A big premiumisation drive for own-label wine
Aldi and Lidl look to more unusual wines
Tesco and Aldi tap into the low-ABV trend
Brands dominate adspend
Discounters steadily grow their share of adspend
LAUNCH ACTIVITY AND INNOVATION
Private label accounts for 14% of alcoholic drink launches
with a quality over quantity approach helping to grow sales
Figure 17: Private labels share of total launches per category in the UK alcoholic drinks market, 2013-17
One in four private label launches in 2016 were from M&S
Figure 18: New private label alcoholic drink launches, by company, 2013-17
A big premiumisation drive for private label wine
Tesco
Morrisons
Sainsburys
Aldi
Supermarkets champion English wines
Tesco streamlines and expands its own-label wine offering
Aldis wine range takes cues from craft beer
Lidl expands its offering of wine and spirits
Lidl introduces seasonal Hortus Summer Gin
Tesco and Aldi tap into the low-ABV trend
Tesco grabs a slice of the frozen cocktail market
Majestic puts a greater emphasis on its own-label wine range
Supermarkets put more focus on sparkling wines in 2017
ADVERTISING AND MARKETING ACTIVITY
Brands dominate adspend
Figure 19: Share of total above-the-line, online display and direct mail advertising expenditure on alcoholic drinks, by type of advertiser, 2013-17
Minimal advertising for own-label ranges
Discounters steadily grow their share of alcohol adspend
Huge growth in adspend from Lidl
Aldi encourages consumers to review its wine on Twitter
Tesco and Aldi open pop-ups to showcase their private label lines
Nielsen Ad Intel coverage
THE CONSUMER WHAT YOU NEED TO KNOW
Brands retain a big lead over own-label
Consumers are more open to own-label for more casual occasions
The heritage of brands bolsters trust
Sampling can help to disrupt taste perceptions
Consumers want it to be clear when a product is own-label
Being made locally can boost the appeal of own-label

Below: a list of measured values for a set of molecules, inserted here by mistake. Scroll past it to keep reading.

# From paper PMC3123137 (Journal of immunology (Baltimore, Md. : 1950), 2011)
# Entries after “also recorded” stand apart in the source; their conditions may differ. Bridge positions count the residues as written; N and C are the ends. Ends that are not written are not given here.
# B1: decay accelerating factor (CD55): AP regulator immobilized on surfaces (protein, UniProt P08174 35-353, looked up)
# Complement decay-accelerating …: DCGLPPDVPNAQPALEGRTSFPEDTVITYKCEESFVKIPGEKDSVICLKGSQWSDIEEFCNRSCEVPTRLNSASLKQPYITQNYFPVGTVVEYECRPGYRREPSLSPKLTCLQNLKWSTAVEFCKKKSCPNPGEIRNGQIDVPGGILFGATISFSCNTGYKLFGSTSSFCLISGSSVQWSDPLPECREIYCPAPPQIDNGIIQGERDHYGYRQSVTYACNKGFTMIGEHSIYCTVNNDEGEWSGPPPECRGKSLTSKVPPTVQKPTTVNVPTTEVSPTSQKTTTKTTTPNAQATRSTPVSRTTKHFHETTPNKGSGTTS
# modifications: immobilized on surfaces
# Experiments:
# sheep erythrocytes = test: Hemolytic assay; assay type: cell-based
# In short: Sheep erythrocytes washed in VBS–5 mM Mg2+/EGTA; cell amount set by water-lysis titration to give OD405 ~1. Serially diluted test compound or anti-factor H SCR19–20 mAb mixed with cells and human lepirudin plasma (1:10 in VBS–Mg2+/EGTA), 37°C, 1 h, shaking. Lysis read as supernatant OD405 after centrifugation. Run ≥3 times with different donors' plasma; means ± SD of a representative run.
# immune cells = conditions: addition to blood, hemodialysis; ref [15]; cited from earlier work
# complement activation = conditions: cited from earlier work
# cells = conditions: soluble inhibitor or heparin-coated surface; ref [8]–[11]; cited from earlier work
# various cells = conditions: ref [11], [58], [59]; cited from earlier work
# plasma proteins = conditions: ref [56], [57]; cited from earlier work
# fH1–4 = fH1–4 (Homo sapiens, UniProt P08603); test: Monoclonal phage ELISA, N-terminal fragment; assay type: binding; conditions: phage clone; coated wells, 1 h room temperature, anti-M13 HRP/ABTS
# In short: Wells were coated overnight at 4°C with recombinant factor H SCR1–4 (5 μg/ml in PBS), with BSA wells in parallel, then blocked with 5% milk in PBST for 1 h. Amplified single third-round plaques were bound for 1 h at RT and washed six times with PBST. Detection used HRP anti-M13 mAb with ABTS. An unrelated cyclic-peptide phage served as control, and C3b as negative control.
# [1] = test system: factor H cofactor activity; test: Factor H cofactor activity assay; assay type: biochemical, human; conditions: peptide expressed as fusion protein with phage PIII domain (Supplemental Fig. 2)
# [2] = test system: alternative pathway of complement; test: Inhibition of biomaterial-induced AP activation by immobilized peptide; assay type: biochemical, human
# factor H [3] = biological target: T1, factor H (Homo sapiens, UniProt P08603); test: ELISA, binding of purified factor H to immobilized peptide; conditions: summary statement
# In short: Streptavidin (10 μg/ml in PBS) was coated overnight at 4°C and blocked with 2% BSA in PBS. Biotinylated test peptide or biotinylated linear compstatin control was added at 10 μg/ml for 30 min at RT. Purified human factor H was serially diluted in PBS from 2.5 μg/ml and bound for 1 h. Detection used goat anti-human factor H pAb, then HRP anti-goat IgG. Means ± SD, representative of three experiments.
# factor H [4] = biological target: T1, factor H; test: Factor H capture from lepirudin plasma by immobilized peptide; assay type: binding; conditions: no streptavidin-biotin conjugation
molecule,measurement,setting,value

Supermarkets should be vocal about their in-house expertise
PURCHASING OF BRANDED AND OWN-LABEL ALCOHOLIC DRINKS
Brands retain a big lead over own-label
Figure 20: Purchasing of branded and own-label alcoholic drinks, by category, May 2017
Figure 21: Purchasing of own-label alcoholic drinks as a share of total purchasing, by category, May 2017
Figure 22: Purchasing of branded and own-label alcoholic drinks, May 2017
Own-label is most popular among 25-34s
Figure 23: Purchasing of own-label alcoholic drinks as a proportion of total purchasing of alcoholic drinks, by gender and age, May 2017
Financially confident consumers are most open to own-label
Figure 24: Purchasing of own-label alcoholic drinks as a proportion of total purchasing of alcoholic drinks, by socio-economic group and financial situation, May 2017
Own-label is gaining ground
More people are cutting back on brands
Figure 25: Changes in purchasing of own-label and branded alcoholic drinks, May 2017
PREFERENCE FOR BRANDS VERSUS OWN-LABEL BY OCCASION
Gifting is the biggest problem area for own-label
Figure 26: Preference for branded and own-label alcoholic drinks, by different occasions, May 2017
but this is not a dead-end for own-label
Own-label can do more to capitalise on seasonal celebrations
Consumers are more open to own-label for more casual occasions
On-the-go
Drinking with meals at home
PERCEPTIONS OF BRANDED AND OWN-LABEL ALCOHOLIC DRINKS
Brands win in terms of taste and quality perceptions
Figure 27: Perceptions of branded and own-label alcoholic drinks, May 2017
Own-label can be more vocal about heritage
Heritage is a key driver of trust in brands
Own-brand pushes heritage in food, Co-ops Chablis is a rare high-profile example in drinks
Brands are seen to lead innovation
Exciting innovation can help set out own-label as unique
ENTICEMENTS FOR BUYING MORE OWN-LABEL ALCOHOLIC DRINKS
Special offers hold the most sway
Figure 28: Enticements for buying more own-label alcoholic drinks over branded ones, May 2017
Sampling can help to disrupt taste perceptions
Sampling can be combined with information sharing
Quality awards hold sway among a quarter
Swap suggestions appeal most to young women
ATTITUDES TOWARDS BRANDED AND OWN-LABEL ALCOHOLIC DRINKS
Consumers want it to be clear when a product is own-label
Figure 29: Attitudes towards branded and own-label alcoholic drinks, May 2017
Being made locally can boost the appeal of own-label
as can collaborations between supermarkets and distillers/brewers
Supermarkets should be vocal about their in-house expertise
APPENDIX DATA SOURCES, ABBREVIATIONS AND SUPPORTING INFORMATION
Abbreviations
Consumer research methodology

Make an enquiry before buying this Report

Please fill the enquiry form below.

  • Full Name *
  • Your Email *
  • Job Title
  • Company
  • Phone No. * (Pls. Affix Country Code)
  • Message
  • Security Code *